Penny Harvest Group Facing Closure

Teddy Gross, founder of Common Cents and its annual Penny Harvest, at P.S. 51 in Manhattan in 2012

A popular children's program on the verge of closing said the city's Department of Education is to blame for its financial straits.

The annual and ubiquitous Penny Harvest, in which students raise heaps (and heaps) of pennies each year, is run by a program called Common Cents. Classrooms throughout the city take part in the project with students deciding which causes should benefit from their fundraising.

Founder Teddy Gross said the non-profit hit hard times after the 2008 recession. When the city asked Gross to participate in a massive fundraising program for the 9/11 Memorial Museum, in 2011, he asked the Department of Education to return the favor by helping Common Cents raise $200,000.

"Their response was 'peanuts,'" said Gross, meaning D.O.E. officials said they would have no trouble helping out. Two years later he is still waiting for the money and unable to meet payroll after October 15.

"They could have just said no," said Gross. "But instead they didn't. They said we're going to do everything we can and we're going to do the best we can, and then they would say things like we don't want to over-promise but we're going to make our best effort and they were so, so sincere."

The Department of Education denied making any firm financial commitments, however.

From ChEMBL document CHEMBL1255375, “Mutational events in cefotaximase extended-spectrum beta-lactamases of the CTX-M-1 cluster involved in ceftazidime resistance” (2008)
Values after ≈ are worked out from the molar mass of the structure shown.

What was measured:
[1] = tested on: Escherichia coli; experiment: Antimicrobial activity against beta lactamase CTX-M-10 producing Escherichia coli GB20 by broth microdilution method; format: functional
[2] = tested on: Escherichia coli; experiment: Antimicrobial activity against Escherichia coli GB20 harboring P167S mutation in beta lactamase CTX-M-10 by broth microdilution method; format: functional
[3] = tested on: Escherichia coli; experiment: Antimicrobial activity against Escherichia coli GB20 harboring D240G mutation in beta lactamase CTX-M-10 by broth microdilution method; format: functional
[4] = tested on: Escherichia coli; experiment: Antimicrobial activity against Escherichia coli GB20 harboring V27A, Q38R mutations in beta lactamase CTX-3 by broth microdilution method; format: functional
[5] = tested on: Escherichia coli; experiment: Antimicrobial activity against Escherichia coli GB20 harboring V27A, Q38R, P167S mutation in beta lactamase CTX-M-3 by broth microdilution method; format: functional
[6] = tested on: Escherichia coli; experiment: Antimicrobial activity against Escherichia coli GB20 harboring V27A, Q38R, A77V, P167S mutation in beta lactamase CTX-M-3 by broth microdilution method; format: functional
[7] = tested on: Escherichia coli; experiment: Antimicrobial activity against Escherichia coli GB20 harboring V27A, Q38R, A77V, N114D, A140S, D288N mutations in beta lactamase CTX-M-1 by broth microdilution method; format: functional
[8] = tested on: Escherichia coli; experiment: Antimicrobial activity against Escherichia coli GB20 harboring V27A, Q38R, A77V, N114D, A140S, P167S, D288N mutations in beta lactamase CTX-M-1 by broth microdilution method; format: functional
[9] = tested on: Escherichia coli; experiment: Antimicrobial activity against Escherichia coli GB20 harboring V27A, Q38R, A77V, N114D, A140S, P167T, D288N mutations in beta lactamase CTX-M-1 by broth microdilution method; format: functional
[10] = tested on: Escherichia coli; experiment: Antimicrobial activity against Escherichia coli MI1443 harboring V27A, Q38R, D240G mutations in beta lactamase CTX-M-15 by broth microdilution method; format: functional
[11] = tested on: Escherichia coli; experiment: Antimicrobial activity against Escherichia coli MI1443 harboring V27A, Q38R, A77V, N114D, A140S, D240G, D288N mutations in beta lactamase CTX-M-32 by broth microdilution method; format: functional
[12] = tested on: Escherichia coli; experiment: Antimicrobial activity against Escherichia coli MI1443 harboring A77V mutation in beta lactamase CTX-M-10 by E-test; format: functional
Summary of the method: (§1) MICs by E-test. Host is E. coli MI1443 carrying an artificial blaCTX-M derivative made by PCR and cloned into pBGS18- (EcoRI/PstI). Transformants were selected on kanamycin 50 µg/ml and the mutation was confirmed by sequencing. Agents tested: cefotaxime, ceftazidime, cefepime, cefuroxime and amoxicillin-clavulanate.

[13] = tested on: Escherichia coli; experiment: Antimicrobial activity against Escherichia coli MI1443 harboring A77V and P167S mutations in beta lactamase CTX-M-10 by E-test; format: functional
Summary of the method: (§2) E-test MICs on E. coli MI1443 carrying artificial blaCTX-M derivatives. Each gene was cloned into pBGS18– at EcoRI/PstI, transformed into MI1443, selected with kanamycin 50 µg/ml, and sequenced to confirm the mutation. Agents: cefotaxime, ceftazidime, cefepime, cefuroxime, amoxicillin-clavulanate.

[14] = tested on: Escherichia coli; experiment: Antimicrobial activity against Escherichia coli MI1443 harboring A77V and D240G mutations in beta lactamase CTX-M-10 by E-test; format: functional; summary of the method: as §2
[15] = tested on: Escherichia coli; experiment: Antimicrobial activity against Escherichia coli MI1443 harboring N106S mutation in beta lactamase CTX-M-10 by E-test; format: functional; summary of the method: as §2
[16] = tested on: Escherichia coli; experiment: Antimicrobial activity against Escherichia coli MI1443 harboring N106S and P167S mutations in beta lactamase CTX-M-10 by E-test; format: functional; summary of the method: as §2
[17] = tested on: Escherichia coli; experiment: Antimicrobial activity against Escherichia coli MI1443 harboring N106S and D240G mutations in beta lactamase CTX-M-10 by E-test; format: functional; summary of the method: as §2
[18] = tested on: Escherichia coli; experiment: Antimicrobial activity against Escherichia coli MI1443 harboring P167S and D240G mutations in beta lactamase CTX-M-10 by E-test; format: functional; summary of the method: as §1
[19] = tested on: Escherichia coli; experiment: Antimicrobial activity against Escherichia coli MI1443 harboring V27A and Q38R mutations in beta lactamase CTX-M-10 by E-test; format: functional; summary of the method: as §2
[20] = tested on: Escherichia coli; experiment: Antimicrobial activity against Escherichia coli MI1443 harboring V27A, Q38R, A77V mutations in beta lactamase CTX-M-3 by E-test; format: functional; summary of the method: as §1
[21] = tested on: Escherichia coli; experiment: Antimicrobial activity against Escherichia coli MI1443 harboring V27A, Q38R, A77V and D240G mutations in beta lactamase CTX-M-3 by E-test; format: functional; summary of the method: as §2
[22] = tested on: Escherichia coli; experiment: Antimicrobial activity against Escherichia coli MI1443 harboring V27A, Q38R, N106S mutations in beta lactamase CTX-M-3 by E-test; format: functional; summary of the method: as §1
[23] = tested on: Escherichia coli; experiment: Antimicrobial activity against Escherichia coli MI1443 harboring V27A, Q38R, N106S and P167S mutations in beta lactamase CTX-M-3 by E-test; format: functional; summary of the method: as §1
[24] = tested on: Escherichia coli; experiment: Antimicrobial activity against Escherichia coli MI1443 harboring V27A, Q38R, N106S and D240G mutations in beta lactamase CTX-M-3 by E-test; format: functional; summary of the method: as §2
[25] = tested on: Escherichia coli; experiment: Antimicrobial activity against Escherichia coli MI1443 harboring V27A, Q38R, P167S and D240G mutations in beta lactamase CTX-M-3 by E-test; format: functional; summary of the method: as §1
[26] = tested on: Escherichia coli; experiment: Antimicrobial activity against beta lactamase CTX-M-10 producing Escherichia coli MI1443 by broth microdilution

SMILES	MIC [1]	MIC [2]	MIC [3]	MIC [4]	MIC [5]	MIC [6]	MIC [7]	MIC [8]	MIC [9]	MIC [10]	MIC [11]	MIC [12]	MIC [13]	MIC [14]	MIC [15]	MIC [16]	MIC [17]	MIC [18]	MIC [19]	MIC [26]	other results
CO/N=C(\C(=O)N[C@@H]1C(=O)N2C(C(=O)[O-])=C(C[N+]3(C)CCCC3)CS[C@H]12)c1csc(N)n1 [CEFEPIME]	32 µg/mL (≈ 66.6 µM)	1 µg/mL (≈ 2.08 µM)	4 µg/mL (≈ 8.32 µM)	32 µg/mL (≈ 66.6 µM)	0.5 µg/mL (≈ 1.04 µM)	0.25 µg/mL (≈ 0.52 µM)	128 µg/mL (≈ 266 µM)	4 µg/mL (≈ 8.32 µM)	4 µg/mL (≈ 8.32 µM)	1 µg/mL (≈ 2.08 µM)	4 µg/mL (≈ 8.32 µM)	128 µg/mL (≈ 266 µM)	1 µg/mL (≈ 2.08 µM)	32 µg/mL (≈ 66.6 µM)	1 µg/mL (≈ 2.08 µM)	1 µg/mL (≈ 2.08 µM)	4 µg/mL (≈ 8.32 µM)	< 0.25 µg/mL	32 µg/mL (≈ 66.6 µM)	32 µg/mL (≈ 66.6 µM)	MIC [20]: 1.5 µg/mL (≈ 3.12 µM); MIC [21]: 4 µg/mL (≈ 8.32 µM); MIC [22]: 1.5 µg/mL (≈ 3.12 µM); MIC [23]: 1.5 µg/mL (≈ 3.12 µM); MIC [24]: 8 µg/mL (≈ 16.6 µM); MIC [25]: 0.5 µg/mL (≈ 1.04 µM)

"We worked hard to deliver a $200,000 contract to Mr. Gross’s organization to help us with a special service learning project, but we made no financial commitments – and signed no contracts – beyond that," said spokeswoman Erin Hughes. 

Nevertheless, she said the agency did try to lend a helping hand to his struggling charity by connecting him to various foundations, "which helped him gain $50,000 in funding last year."

But Gross said that was an overstatement. Furthermore, The New York Times listened to recordings Gross made of conversations with a D.O.E. staff member who admitted to "screw ups along the way."

Gross said the program's annual budget is $1.2 million, which pays for 6 full-time staff members. They visit private and public schools and develop curriculum materials and professional development around the Penny Harvest. There are 721 schools participating this year.

The Penny Harvest has raised a total of $9.5 million for community-based organizations since 1991.

When asked about other potential funders, Gross said it's become difficult to compete with the city's own aggressive fundraising around schools.

"We go to a lot of foundations that say they're tapped out for education," he said.